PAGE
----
Confrontation At My Local Disney Outlet
I had forgotten how many assholes live in my community.
For the last year or so, we have been really swamped. I mean really. Between my father having hip replacement, and us staying with him during rehabilitation; the decision to move closer to him for seven months while we got his home ready to sell; three vacations amounting to a total of nine weeks (Chicago, Chicago, Houston); moving back into our “home community” to a newer, bigger place; then in the culminating event of the past year, selling my dad’s home and condensing his house into a storage unit and one room in our new home…it’s been a little chaotic. I haven’t had a lot of time to get out. Relax. Mingle among the locals.
Now that we are moved in and our place is perfect, homeschooling is on autopilot, and we have no more unanticipated vacations coming down the pipeline for as far as I can see, I’ve been able to get back to normal life. I got back to my book club. And my knitting group. We started having people over for BBQs and dinner again.
And we’ve been out more in the community. Among all the assholes.
It’s been a long time since a bizarre situation appeared itself before me. Trips to the nail salon have not involved police in years. And I can’t remember the last time I witnessed a parent-on-parent confrontation, especially one in which I was involved.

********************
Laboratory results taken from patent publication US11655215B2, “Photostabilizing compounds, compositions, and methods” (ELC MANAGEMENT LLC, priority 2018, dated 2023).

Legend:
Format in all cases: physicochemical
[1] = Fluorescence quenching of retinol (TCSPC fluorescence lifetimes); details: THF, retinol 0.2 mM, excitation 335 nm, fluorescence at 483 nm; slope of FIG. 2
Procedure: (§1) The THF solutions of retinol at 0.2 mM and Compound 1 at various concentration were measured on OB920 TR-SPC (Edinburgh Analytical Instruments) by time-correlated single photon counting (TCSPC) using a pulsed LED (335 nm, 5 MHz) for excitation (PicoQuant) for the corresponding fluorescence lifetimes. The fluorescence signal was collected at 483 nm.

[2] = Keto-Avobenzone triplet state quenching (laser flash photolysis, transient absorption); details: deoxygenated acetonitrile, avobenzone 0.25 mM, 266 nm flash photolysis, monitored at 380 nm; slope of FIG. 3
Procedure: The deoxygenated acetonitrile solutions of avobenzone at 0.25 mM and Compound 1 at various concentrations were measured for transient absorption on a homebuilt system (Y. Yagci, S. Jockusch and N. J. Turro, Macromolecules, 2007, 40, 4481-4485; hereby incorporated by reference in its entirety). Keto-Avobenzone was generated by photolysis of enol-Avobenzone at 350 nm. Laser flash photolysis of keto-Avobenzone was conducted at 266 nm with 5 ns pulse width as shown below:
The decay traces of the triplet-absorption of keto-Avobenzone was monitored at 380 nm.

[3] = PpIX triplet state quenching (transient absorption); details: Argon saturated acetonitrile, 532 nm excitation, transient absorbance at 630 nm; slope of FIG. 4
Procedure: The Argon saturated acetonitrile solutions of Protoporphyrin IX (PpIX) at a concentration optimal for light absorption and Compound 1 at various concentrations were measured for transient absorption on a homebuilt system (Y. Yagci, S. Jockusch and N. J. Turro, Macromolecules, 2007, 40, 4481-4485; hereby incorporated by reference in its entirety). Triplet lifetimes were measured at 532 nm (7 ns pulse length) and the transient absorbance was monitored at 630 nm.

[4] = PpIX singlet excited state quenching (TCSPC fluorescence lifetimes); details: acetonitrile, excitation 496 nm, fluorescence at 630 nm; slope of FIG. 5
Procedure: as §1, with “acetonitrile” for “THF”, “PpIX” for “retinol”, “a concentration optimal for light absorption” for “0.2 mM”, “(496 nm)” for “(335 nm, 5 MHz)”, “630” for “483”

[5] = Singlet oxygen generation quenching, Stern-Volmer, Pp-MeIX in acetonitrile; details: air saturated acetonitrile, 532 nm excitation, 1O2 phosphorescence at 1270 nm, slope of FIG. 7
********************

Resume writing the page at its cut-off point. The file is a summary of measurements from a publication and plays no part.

So today, owing to my apparent amnesia as to the state of this community at large (the simple fact that: a lot of people in our town are pretentious, nosy assholes), I decided we were going to have a “girls day” and go shopping. This were just going too well. I had gotten so comfortable in this lack of drama and confrontation that I thought we’d have a good time.
And for the most part we did.
The outlet mall has outdoor corridors, and it was a beautiful day to walk from store to store. We went to the Toys R Us outlet and used up some old birthday gift cards. We went to Michael Kors and I drooled over the purses. I got a shirt at Levi’s for $9 and two pairs or stretchy pants at Charlotte Russe for $15. My wedding band inspection was due, and so we stopped in at the Kay’s Jewelers, which revealed a majorly loose diamond in need of repair. All in all it was fun, relaxing, and productive.
Then we had one, final stop. The Disney Outlet. They had a sale on kid’s hoodies I wanted to check out, and allowance day was earlier in the week. It was going to be quick. It was going to be easy. How dramatic could a trip to the Disney Outlet be?
We found the hoodies, quick and easy. We started perusing the stuff in the allowance price range, and then a lady came in with two, young children. I mean I have young children, but I mean these two kids looked maybe four or five, and acted two. The little boy started immediately knocking things off the shelves. The little girl, every minute and a half – right on time, as if she had a stopwatch – screamed as loud as she could.
The mother kept coughing and coughing, the entire time. I tried to shuffle through the store quickly. Crashing things. Screaming. Cough cough cough.
Cough cough cough.
“Can I help you find anything?” a sales employee asked, and the woman said they were just looking, between coughing, coughing, whooping… whooping…
“Can I get you a drink of water, you seem in distress,” he said and then she admitted she was getting over a case of whooping cough.